Sloane Davidson (second from left) at her Valentine's Day crafting event for refugees at The Shop in Homewood. Photo by Taylor Davidson.

You recruited your mentors through an open application process. How did you vet these mentors and make sure they have the best intentions?

As part of being accepted people had to give references. I had everyone do background and security clearances. That’s not for working with refugees, mind you, it’s anything having to do with children. I have a lot of teachers and university people. I would say half of my class already had clearances from something else they’ve done. We went through a surprisingly rigorous application process.

Valentine’s Day crafting event at The Shop in Homewood. Photo by Taylor Davidson.
Valentine’s Day crafting event at The Shop in Homewood. Photo by Taylor Davidson.

What were some of the challenges starting a program like this in Pittsburgh?

I think there are a lot fewer challenges than one might think. Pittsburgh is a city built on immigrants. I also feel very strongly that refugee and immigrant issues have become politicized in the way that women’s health has become politicized. But these are basic human rights. I also fundamentally believe that when you take politics and the media out, that we’re just people and families trying to do the best we can for each other.

The Somali Bantu community has had some real challenges. There was a man who was beaten and died. [Editor’s note: Davidson is referring to Ramadhan Mohamed, a Somali Bantu cab driver who was attacked last February] I was securing refugee families when that was happening. I did not do a lot of outreach to the Somali community because I talked to one of their community leaders and I said, “This isn’t the time, everyone is in mourning.” I don’t think it’s appropriate to go sell a program when they’re terrified of being exposed to Americans. And yet there are Americans who want to help them. But at the same time, for me, it didn’t feel right. So I might not have a Somali family in my pilot.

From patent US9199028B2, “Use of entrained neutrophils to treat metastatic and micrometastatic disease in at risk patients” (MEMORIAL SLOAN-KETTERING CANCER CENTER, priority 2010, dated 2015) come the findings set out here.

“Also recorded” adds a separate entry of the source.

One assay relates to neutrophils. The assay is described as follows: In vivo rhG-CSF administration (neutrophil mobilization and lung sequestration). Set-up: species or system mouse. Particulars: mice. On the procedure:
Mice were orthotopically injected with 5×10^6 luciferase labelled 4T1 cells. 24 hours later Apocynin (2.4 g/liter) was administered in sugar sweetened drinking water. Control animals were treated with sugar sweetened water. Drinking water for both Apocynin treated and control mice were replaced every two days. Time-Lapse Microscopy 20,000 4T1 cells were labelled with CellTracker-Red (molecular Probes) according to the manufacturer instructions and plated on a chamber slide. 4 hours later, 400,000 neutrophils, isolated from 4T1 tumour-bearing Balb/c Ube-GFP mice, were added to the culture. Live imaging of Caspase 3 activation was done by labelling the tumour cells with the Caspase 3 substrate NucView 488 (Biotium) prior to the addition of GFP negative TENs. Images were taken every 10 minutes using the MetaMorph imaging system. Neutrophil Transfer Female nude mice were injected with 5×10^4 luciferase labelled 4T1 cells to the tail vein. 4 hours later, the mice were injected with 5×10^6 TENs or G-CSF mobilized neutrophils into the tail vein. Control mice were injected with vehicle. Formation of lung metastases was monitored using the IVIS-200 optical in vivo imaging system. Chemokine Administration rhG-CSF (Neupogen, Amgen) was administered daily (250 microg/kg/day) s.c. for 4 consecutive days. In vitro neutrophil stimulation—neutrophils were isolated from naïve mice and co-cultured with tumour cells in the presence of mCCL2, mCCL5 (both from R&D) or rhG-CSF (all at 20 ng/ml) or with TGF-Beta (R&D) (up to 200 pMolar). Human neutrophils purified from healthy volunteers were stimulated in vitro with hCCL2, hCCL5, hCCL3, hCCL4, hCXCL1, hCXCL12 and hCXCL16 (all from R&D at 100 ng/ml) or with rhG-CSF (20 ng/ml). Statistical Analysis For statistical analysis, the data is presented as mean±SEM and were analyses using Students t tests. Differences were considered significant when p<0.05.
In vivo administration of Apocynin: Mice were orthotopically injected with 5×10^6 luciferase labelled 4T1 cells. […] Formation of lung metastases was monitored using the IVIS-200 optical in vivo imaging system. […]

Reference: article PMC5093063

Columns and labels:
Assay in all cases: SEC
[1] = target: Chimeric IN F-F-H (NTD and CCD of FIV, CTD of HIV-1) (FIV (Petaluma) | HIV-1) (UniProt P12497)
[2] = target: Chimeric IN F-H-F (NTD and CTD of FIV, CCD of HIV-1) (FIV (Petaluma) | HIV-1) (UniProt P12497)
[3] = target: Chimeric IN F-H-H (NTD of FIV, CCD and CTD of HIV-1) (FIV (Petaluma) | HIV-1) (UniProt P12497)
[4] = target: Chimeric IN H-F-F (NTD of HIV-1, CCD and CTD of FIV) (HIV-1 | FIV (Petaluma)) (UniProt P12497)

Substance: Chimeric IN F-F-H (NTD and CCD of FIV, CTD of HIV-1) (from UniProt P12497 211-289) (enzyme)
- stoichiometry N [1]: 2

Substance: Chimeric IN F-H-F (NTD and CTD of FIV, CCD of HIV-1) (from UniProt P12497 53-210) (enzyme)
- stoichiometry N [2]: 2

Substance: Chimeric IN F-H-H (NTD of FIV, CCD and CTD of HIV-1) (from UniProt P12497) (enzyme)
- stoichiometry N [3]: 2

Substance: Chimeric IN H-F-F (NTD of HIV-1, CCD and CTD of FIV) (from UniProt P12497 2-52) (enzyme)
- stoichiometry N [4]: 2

You want to expand the program in 2018. How do you plan to do that?

It really is my goal to also include immigrant groups. But for this pilot program, I did limit it to refugee groups in part because that’s what I could manage and that’s where a lot of my relationships were. I also wanted to be very sensitive. A few of the immigrant groups I talked to when I originally started planning were skittish to sign up for official programs of any kind. I just decided it was best to save that for the next series.

Everything is up for reviewthe length of the program, the number of participants, the groups we’re looking at. I have a lot of ideas about how it could expand in Pittsburgh. I also have a lot of inquiries from people in other cities. I’m trying to think about how I could take this to other cities because I do think it’s a model that could be replicated.

Amanda Waltz

Amanda Waltz is a freelance journalist and film critic whose work has appeared locally in numerous publications. She writes for The Film Stage and is the founder and editor of Steel Cinema, a blog dedicated...